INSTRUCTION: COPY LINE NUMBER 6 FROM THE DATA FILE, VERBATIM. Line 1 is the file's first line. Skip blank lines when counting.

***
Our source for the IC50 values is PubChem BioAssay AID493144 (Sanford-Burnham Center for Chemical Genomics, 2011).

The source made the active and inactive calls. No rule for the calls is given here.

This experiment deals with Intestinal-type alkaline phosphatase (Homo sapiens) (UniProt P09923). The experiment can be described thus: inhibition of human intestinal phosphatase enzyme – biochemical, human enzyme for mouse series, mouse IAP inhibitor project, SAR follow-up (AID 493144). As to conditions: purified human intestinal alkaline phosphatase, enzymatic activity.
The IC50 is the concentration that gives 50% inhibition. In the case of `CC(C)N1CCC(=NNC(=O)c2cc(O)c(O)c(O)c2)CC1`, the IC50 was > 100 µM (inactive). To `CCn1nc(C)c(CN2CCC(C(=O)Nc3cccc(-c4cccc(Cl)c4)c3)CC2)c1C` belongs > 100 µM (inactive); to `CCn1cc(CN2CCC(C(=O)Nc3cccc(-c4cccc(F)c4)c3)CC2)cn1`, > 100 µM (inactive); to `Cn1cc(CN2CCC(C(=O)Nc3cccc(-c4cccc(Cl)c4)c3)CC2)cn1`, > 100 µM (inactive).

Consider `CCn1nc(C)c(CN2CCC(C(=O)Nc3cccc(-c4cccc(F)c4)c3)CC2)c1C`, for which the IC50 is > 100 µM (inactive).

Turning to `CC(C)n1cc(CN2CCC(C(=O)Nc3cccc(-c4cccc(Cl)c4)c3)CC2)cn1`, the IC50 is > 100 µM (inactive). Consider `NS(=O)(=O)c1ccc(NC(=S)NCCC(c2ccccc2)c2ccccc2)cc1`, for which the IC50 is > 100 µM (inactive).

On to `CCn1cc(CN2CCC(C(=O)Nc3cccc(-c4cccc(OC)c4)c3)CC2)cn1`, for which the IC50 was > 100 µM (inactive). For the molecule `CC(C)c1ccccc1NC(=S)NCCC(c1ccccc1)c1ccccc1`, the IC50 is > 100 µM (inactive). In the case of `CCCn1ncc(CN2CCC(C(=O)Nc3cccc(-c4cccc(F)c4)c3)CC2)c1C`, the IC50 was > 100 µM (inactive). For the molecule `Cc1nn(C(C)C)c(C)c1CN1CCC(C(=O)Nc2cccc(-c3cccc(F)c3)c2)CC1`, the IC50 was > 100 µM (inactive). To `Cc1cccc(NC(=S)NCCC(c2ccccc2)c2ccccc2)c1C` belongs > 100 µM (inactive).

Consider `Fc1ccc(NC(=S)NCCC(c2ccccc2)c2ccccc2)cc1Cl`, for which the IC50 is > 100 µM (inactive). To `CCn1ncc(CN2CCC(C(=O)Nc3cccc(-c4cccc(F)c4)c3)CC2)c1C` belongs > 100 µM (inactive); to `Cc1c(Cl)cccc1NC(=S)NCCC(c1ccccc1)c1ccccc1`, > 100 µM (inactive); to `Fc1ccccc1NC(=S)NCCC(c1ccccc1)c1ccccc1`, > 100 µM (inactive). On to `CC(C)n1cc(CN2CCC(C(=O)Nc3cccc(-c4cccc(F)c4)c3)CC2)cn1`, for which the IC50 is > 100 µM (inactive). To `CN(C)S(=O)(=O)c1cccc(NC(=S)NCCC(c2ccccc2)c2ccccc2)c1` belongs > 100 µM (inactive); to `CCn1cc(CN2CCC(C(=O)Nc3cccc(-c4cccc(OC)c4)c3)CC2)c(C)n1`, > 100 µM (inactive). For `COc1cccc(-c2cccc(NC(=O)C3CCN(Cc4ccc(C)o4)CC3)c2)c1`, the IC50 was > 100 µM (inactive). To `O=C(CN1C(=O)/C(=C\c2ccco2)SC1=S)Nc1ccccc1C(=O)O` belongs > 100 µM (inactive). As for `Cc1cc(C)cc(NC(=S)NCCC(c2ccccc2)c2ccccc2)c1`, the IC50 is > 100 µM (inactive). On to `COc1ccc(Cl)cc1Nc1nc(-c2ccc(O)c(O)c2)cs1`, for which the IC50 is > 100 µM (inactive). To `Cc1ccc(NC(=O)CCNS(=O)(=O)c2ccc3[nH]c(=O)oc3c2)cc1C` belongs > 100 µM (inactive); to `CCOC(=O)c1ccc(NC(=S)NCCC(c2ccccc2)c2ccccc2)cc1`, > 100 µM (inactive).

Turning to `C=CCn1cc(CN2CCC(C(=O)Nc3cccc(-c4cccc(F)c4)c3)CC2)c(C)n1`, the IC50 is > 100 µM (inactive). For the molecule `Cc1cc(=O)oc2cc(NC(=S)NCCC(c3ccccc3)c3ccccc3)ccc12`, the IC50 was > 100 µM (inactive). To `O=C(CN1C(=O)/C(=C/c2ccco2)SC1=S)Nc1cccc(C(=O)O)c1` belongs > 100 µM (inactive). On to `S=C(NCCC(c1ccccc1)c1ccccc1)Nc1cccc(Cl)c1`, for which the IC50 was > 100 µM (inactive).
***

Turning to `CC(C)n1cc(CN2CCC(C(=O)Nc3cccc(-c4cccc(Cl)c4)c3)CC2)cn1`, the IC50 is > 100 µM (inactive). Consider `NS(=O)(=O)c1ccc(NC(=S)NCCC(c2ccccc2)c2ccccc2)cc1`, for which the IC50 is > 100 µM (inactive).